Israelis' Nobel win points toward a road not travelled
It’s hard to draw any parallels between the recent Israeli Nobel Prize winners success and the nation's higher education system.
The fact that two of the three winners of the Nobel Prize in Chemistry have an Israeli past is heart-warming, but nothing more than that. Granted, Prime Minister Benjamin Netanyahu and other senior officials hastened to adopt professors Arieh Warshel and Michael Levitt on Wednesday, but it’s hard to draw any parallels between their success and the State of Israel’s higher education system. Rather, it seems their victory highlights trends that arouse fear for the future of academia.
Excitement over the Israeli stretch of the scientific road Warshel and Levitt traveled can’t substitute for an accounting of the many years of neglect of the higher education system. A report published by the Taub Center for Social Policy Studies this week shows that over the last four decades, Israel’s population has grown by 133 percent and the number of students attending research universities has grown by 157 percent, yet the number of senior faculty members at these leading universities has grown by only 9 percent.
It must be hoped that the five-year plan launched three years ago, which promised the universities substantial budget increases, hasn’t come too late. The fact that NIS 100 million was cut from the higher education budget for the current academic year doesn’t bode well. Moreover, researchers’ ability to bolster international scientific cooperation, and thereby to try to overcome the limitations of Israeli academia, has been badly hurt by Europe’s refusal to accept Israel’s settlement policy.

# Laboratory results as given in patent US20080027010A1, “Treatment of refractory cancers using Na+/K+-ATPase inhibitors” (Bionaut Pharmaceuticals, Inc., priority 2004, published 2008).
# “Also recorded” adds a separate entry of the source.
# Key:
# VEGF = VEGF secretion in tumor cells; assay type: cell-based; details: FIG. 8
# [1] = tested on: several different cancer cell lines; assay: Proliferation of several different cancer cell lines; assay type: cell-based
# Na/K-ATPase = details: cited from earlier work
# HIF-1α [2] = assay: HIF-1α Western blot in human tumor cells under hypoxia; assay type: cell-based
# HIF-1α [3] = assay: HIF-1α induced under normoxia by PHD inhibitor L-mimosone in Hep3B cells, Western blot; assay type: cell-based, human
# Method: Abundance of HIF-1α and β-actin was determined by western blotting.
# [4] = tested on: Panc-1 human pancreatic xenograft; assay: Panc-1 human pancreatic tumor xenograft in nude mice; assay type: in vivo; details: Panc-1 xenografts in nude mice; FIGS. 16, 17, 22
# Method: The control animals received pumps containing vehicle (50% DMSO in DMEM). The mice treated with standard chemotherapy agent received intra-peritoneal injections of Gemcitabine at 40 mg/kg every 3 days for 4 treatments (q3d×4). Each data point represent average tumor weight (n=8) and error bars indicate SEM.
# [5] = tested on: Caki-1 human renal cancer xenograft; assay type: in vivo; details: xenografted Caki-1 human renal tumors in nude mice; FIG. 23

A worrying expression of Israel’s neglect of higher education is the ongoing decline in the proportion of students who take the matriculation exam in math at the highest (five-unit) level. This pool of future scientists has shrunk over the last six years from 14 percent of all those who take the matriculation exams to less than 10 percent. The decline in the status of math has been well known to senior Education Ministry officials for about a decade now, but the ministry considered other issues more important – school trips to Hebron instead of to the Weizmann Institute or the Technion. And the crisis in math instruction, like that in other scientific subjects, will certainly affect the ability of the next generation of students to join the front lines of global science.
The story of Levitt, and especially that of Warshel, contains an important message: Israel’s future lies in education and academic excellence, not in nurturing the settlements, funding yeshivas, or financing a disproportionately large defense budget.
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